• You regularly get hangovers after using alcohol.
  • People tell you that your drinking makes you become gloomy, aggressive, or embittered.
  • You spend a lot of time and money on your drinking.
  • You feel anxious and shaky, becoming preoccupied with drinking early in the morning.

You do not have to struggle alone. Call 800-481-6965 (Who Answers?) toll free anytime for help finding treatment.

Connecting Alcohol and Depression

Because alcohol affects the chemistry of the brain, it increases the risk of depression. Add to the hangovers, feeling ill, anxious, guilty, ashamed, and out of control, life itself can get more depressing and cause you to drink more. You may find yourself estranged from people who are troubled by your drinking or be ashamed of the mistakes and harm your drinking has caused to you or others and isolate yourself as a defense mechanism to avoid those feelings. Being alone only gives you more time to dwell on your problems and reinforces the relationship between alcohol and depression.

Alcohol and depression is never something you should take lightly. Confrontations, financial distress, incarcerations, and job loss can have a major impact on your quality of life and are influential contributors to the suicide attempts of many. According to the American Psychiatric Association, “Every year in the United States, more than 36,000 individuals die by suicide, hundreds of thousands attempt suicide, and millions of friends and loved ones are affected.”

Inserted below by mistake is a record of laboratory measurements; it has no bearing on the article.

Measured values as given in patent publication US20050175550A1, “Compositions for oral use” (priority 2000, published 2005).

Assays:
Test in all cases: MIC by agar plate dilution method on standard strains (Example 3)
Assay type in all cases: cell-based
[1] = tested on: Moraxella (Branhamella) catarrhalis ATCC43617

Warning Signs of Depression

Occasional feelings of sadness often accompany events in your life such as physical health problems, the loss of a loved one, or the loss of something else valuable to you. This isn’t to say that you have a depression disorder unless these feelings continue and the important thing to know is that the issues cannot be resolved by drinking. The warning signs of depression to look out for include:

  • Persistent feelings of sadness, dysphoria, or depressive moods
  • Loss of pleasure or interest in activities you once enjoyed
  • Weight loss or gain from changes in appetite
  • Insomnia and other sleep difficulties such as sleeping too much or frequent wakenings
  • Loss of energy and motivations
  • Increased weakness or fatigue
  • Increased restlessness
  • Feelings of guilt, worthlessness, or self-pity
  • Difficulty concentrating or making decisions
  • Decreased performance at work or school
  • Neglect of hygiene, health, or obligations
  • Harmful or suicidal ideations or attempts

Call 800-481-6965 (Who Answers?) toll free anytime for help finding alcohol rehab.

Overcoming Alcohol and Depression

As you can see, many of the signs of depression coincide with signs of alcohol dependence and it’s very hard to distinguish which is primary and which is secondary as long as the drinking continues. Stopping alcohol use can lead to withdrawals and increase the intensity of the depression, but help is available.

Getting into a safe detox and rehab where your symptoms and depression can be monitored and appropriately treated is a key to recovery. You need the support of people who know the risks and can help you change those areas that are working against you.